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Seabird

Multi fuel stove advice please

I want to change my current gas burner in the lounge to a multi fuel stove.

The room and fire place are only small, so can't have a big one, and there are radiators throughout,  heated by LPG which also heats the hot water. The lounge, though, is always coldish and needs some additional heat. It would be nice to think that I could leave a log burner on low and take the chill off the rest of the house too if I left the doors open.

This gas fire is VERY hungry so I don't use it unless I have to, apart from it being a p in the a to light.

The current one is about the size I want, and has a flue liner in the conventional chimney. See picture below.

Would I be able to utilise the same flue liner or does a multi fuel burner require something special?

I'll have to get my plumber/gas man to unhitch the present one - would he be able to fit the new stove do you think, or do I need someone with different qualifications?
If so - what am I looking for?

This one looks promising - it's about the same size as the gas one. The room's only about 12ft x 12ft.

http://www.kmsdirect.co.uk/magent...ning-stove-woodburner-4-kw-ja013s

This is the fireplace with the current Stanley gas burner in situ:


bodger

Trish, a 5 kw stove would be fine for that size of room. If you're ever passing, pop in to look at our Dunsley. Its brilliant. Not the cheapest but certainly not the most expensive either.
bodger

Trish, a 5 kw stove would be fine for that size of room. if you're evr passing, pop in to look at our Dunsley. Its brilliant. Not the cheapest but certainly not the most expensive either.
12Bore

Looks enviously at the gas stove...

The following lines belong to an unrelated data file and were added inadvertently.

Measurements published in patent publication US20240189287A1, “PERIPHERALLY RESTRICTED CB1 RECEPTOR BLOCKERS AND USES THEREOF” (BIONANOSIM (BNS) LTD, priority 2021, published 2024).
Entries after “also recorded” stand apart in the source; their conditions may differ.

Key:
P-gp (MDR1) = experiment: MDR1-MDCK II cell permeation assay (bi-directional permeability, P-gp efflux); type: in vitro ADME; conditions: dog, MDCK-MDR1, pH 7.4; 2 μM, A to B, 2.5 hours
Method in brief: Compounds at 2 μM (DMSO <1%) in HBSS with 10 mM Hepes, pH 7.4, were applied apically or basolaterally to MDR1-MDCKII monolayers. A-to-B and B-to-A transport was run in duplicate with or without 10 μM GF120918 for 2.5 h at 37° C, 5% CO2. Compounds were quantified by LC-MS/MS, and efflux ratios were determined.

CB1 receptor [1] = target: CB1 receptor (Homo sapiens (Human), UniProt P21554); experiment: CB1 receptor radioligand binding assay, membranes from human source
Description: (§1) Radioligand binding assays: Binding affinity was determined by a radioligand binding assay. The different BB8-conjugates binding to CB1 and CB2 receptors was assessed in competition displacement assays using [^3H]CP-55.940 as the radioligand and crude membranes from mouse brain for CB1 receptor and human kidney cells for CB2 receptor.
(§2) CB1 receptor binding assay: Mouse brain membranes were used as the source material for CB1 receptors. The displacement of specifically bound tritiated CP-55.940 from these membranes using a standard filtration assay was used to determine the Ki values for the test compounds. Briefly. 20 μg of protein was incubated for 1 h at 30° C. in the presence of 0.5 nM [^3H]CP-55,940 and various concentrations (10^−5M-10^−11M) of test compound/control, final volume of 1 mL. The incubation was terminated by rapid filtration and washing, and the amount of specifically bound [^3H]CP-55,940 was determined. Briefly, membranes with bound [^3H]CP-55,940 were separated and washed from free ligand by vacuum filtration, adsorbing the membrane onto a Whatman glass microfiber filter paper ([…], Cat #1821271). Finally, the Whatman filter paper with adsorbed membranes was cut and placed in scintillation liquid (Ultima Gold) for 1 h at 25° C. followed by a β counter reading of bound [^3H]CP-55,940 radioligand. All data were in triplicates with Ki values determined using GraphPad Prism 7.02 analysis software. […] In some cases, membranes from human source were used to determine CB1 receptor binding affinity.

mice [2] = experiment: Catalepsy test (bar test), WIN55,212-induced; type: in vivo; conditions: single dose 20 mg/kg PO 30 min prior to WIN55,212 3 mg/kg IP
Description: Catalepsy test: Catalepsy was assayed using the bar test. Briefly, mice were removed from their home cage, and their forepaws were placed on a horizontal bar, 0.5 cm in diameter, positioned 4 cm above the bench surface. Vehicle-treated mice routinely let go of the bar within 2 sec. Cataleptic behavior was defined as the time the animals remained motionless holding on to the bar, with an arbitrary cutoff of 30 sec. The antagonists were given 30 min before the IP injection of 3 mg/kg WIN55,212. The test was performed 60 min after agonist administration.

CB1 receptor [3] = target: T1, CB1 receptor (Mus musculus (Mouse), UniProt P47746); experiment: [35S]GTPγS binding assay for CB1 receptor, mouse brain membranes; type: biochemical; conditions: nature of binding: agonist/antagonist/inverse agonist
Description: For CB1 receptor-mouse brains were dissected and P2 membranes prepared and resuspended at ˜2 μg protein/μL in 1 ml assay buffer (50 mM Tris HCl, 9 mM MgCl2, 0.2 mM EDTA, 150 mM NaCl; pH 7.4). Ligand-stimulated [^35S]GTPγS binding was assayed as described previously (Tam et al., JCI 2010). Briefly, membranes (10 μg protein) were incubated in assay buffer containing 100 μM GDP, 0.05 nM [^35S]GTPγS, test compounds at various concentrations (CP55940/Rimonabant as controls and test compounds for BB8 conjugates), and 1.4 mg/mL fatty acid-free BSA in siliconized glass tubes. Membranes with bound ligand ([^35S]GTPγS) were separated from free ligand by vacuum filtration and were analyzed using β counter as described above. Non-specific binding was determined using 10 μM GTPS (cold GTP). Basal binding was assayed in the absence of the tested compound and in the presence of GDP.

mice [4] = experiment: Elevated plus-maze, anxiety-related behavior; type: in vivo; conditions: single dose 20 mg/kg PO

Seabird

12Bore wrote:
Looks enviously at the gas stove...


If I get a multi fuel one it'll be looking for a new home, but it's LPG.
Seabird

Thanks Bodger I'll pop in and have a look  
12Bore

Seabird wrote:
12Bore wrote:
Looks enviously at the gas stove...


If I get a multi fuel one it'll be looking for a new home, but it's LPG.

There may be a conversion kit available...
Justme

The current liner might (almost 100% wont be) not be suitable for a solid fuel stove.
Treacle

Like everything else, there's all sorts of regulations these days, but since you have an existing fireplace, the only thing would probably be a new liner as gas flues have a smaller bore liner. †There are some odd † regulations concerning the hearth size.
You will need a 6" doubled-walled stainless steel liner, backfilled with vermiculite. †They are fairly expensive. †I expect a reputable stove fitter will have the necessary qualifications to disconnect the gas and install a multi-fuel stove. †

I have a 6 kW stove and it's fantastic.   I should add that my lounge is 17' by 19' and the stove would 'put you out' if you open it up!  For a 12 by 12 room,  4 kW max, I would think.  

It's  very little troble or mess † BUT †here are a few points to consider....

1. Unless you buy fuel in bulk or have a free supply, it is VERY expensive if you buy in small quantities. †Expect about £50 / ton for softwood or £75 for hardwood in bulk. † Avoid pine or other resinous wood.
2. You need somewhere to store it. †It is a good idea to buy it a year in advance to ensure it is properly dry and seasoned. †So, you need to be able to store 2 years worth. †One now and one for next year.
3. You will also need a supply of kindling wood. †This is a stupid price if you buy it, so scrounge any old wood you can and chop it up.